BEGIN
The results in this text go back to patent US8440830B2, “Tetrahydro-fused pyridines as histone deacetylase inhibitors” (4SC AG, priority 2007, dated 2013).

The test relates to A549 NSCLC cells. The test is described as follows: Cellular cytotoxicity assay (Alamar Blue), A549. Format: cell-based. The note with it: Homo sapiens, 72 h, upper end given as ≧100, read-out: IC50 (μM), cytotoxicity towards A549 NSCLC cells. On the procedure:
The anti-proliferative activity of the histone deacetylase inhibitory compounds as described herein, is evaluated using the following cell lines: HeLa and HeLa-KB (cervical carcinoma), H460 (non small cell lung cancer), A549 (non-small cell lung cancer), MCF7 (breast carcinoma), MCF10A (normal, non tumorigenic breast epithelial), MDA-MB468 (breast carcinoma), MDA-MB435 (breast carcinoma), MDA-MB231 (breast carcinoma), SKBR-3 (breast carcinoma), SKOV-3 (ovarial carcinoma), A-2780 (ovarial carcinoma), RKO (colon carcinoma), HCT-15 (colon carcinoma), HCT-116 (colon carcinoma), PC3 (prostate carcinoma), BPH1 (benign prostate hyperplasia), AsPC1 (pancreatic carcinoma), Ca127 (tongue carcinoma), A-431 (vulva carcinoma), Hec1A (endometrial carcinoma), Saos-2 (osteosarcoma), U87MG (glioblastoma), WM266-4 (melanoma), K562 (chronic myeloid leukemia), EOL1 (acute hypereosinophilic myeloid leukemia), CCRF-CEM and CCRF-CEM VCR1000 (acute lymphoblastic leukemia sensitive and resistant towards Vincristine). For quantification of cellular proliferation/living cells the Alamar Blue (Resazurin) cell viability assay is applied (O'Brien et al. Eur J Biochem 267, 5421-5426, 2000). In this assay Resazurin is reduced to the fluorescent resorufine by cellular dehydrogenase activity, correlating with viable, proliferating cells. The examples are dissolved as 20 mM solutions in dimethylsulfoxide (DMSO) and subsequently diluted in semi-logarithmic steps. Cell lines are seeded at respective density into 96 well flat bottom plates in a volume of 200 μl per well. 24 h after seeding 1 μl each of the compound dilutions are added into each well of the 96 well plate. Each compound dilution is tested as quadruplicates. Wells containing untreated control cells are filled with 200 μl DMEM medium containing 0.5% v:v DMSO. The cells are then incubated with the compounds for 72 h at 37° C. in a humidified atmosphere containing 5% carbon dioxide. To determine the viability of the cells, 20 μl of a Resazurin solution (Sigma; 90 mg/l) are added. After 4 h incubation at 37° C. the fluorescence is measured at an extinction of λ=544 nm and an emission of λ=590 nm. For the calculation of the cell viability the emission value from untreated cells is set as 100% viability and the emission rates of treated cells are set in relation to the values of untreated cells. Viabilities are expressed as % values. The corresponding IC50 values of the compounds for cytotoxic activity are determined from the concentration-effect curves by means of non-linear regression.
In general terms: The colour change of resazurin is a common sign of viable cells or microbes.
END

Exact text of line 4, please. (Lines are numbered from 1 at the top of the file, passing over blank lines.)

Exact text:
In general terms: The colour change of resazurin is a common sign of viable cells or microbes.